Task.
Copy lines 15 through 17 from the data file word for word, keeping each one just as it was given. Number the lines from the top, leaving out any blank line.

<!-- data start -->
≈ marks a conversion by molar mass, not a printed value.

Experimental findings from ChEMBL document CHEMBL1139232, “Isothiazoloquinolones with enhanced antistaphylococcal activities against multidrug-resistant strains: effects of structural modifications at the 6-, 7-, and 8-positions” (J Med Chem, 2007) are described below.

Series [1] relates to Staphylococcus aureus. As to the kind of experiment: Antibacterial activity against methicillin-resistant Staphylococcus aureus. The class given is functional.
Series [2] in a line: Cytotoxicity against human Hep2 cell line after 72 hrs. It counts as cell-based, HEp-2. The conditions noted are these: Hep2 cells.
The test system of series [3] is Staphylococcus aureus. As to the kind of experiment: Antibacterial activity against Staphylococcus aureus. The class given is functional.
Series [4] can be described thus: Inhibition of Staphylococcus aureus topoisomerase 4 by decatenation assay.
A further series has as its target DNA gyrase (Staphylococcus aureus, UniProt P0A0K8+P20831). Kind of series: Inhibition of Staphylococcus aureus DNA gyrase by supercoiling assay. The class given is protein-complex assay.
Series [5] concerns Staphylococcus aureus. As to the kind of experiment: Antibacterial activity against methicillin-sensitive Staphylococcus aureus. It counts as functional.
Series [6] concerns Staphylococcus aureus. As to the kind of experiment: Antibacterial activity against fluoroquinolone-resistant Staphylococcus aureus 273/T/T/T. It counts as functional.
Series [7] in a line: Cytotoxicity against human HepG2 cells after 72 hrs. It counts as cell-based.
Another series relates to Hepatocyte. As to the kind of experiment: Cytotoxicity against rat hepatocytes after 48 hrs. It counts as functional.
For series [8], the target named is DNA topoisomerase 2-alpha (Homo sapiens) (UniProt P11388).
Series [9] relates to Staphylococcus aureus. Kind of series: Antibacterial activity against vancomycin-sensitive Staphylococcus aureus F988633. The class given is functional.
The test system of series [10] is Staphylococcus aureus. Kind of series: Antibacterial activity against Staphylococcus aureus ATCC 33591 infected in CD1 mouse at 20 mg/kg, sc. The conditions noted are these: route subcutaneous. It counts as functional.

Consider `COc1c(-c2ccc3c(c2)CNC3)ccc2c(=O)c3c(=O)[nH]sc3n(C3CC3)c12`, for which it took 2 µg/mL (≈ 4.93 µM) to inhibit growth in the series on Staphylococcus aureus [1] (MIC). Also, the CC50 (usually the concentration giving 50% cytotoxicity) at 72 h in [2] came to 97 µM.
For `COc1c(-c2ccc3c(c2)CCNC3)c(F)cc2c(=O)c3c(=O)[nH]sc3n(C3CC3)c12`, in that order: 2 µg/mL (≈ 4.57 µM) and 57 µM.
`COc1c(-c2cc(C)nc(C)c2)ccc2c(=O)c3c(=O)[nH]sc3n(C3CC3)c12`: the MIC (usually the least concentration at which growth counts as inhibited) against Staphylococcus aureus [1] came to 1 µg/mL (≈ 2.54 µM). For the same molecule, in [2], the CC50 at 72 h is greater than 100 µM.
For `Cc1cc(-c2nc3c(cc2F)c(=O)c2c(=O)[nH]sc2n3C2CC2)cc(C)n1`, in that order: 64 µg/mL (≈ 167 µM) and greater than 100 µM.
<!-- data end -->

Consider `COc1c(-c2ccc3c(c2)CNC3)ccc2c(=O)c3c(=O)[nH]sc3n(C3CC3)c12`, for which it took 2 µg/mL (≈ 4.93 µM) to inhibit growth in the series on Staphylococcus aureus [1] (MIC). Also, the CC50 (usually the concentration giving 50% cytotoxicity) at 72 h in [2] came to 97 µM.
For `COc1c(-c2ccc3c(c2)CCNC3)c(F)cc2c(=O)c3c(=O)[nH]sc3n(C3CC3)c12`, in that order: 2 µg/mL (≈ 4.57 µM) and 57 µM.
`COc1c(-c2cc(C)nc(C)c2)ccc2c(=O)c3c(=O)[nH]sc3n(C3CC3)c12`: the MIC (usually the least concentration at which growth counts as inhibited) against Staphylococcus aureus [1] came to 1 µg/mL (≈ 2.54 µM). For the same molecule, in [2], the CC50 at 72 h is greater than 100 µM.